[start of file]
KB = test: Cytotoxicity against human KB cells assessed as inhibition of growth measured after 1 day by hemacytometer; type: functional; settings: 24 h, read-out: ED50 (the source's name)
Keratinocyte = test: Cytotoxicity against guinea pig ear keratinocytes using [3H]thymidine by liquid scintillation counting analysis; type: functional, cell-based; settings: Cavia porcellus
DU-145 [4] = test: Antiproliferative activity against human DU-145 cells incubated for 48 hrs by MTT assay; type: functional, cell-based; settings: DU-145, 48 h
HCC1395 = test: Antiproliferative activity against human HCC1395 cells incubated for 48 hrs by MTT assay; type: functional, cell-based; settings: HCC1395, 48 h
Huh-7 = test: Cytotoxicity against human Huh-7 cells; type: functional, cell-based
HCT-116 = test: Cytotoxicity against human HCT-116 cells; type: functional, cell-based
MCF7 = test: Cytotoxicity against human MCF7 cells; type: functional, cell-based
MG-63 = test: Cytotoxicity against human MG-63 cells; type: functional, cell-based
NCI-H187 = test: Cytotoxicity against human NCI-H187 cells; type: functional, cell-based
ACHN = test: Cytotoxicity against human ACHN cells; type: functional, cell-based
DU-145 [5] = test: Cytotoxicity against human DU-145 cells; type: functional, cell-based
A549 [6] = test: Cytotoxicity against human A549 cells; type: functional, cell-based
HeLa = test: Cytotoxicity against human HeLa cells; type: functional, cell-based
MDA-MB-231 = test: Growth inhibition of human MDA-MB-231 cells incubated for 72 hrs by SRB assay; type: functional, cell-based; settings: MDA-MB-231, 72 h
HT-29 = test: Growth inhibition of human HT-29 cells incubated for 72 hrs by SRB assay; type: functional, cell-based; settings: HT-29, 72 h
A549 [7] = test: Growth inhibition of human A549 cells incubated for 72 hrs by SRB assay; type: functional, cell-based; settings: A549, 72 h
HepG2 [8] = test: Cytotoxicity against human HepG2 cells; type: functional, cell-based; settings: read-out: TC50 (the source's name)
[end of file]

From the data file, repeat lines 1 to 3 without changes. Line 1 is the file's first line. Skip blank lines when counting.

KB = test: Cytotoxicity against human KB cells assessed as inhibition of growth measured after 1 day by hemacytometer; type: functional; settings: 24 h, read-out: ED50 (the source's name)
Keratinocyte = test: Cytotoxicity against guinea pig ear keratinocytes using [3H]thymidine by liquid scintillation counting analysis; type: functional, cell-based; settings: Cavia porcellus
DU-145 [4] = test: Antiproliferative activity against human DU-145 cells incubated for 48 hrs by MTT assay; type: functional, cell-based; settings: DU-145, 48 h